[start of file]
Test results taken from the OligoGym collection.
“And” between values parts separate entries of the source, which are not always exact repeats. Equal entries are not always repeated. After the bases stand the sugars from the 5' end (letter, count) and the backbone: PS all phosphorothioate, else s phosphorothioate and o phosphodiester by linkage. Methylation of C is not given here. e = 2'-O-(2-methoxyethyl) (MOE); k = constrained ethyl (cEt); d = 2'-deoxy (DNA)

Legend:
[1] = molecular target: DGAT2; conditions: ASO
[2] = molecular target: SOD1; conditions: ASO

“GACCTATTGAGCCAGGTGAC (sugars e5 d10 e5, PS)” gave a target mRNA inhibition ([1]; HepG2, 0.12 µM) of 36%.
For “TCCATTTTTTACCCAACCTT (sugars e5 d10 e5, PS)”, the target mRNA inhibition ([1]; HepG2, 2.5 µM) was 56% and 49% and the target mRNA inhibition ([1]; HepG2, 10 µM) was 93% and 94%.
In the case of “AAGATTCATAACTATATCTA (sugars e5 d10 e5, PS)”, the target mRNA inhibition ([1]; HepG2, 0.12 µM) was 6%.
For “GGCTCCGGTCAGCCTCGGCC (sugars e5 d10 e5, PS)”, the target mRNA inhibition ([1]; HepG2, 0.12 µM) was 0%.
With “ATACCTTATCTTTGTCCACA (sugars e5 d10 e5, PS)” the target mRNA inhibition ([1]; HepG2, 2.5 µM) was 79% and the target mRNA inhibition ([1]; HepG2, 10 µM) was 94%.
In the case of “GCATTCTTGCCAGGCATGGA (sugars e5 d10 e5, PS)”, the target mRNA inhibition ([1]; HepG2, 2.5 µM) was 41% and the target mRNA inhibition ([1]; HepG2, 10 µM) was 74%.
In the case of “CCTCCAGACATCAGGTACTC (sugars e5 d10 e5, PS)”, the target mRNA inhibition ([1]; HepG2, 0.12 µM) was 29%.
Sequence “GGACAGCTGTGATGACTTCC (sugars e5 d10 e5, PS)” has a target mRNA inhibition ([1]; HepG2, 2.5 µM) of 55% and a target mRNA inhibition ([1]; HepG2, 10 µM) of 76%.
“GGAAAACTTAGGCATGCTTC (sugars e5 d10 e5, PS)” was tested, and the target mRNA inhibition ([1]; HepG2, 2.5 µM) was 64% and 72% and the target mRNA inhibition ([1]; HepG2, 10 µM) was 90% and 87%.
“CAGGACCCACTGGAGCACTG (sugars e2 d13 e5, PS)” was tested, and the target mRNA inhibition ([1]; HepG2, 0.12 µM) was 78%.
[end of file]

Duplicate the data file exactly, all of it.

Test results taken from the OligoGym collection.
“And” between values parts separate entries of the source, which are not always exact repeats. Equal entries are not always repeated. After the bases stand the sugars from the 5' end (letter, count) and the backbone: PS all phosphorothioate, else s phosphorothioate and o phosphodiester by linkage. Methylation of C is not given here. e = 2'-O-(2-methoxyethyl) (MOE); k = constrained ethyl (cEt); d = 2'-deoxy (DNA)

Legend:
[1] = molecular target: DGAT2; conditions: ASO
[2] = molecular target: SOD1; conditions: ASO

“GACCTATTGAGCCAGGTGAC (sugars e5 d10 e5, PS)” gave a target mRNA inhibition ([1]; HepG2, 0.12 µM) of 36%.
For “TCCATTTTTTACCCAACCTT (sugars e5 d10 e5, PS)”, the target mRNA inhibition ([1]; HepG2, 2.5 µM) was 56% and 49% and the target mRNA inhibition ([1]; HepG2, 10 µM) was 93% and 94%.
In the case of “AAGATTCATAACTATATCTA (sugars e5 d10 e5, PS)”, the target mRNA inhibition ([1]; HepG2, 0.12 µM) was 6%.
For “GGCTCCGGTCAGCCTCGGCC (sugars e5 d10 e5, PS)”, the target mRNA inhibition ([1]; HepG2, 0.12 µM) was 0%.
With “ATACCTTATCTTTGTCCACA (sugars e5 d10 e5, PS)” the target mRNA inhibition ([1]; HepG2, 2.5 µM) was 79% and the target mRNA inhibition ([1]; HepG2, 10 µM) was 94%.
In the case of “GCATTCTTGCCAGGCATGGA (sugars e5 d10 e5, PS)”, the target mRNA inhibition ([1]; HepG2, 2.5 µM) was 41% and the target mRNA inhibition ([1]; HepG2, 10 µM) was 74%.
In the case of “CCTCCAGACATCAGGTACTC (sugars e5 d10 e5, PS)”, the target mRNA inhibition ([1]; HepG2, 0.12 µM) was 29%.
Sequence “GGACAGCTGTGATGACTTCC (sugars e5 d10 e5, PS)” has a target mRNA inhibition ([1]; HepG2, 2.5 µM) of 55% and a target mRNA inhibition ([1]; HepG2, 10 µM) of 76%.
“GGAAAACTTAGGCATGCTTC (sugars e5 d10 e5, PS)” was tested, and the target mRNA inhibition ([1]; HepG2, 2.5 µM) was 64% and 72% and the target mRNA inhibition ([1]; HepG2, 10 µM) was 90% and 87%.
“CAGGACCCACTGGAGCACTG (sugars e2 d13 e5, PS)” was tested, and the target mRNA inhibition ([1]; HepG2, 0.12 µM) was 78%.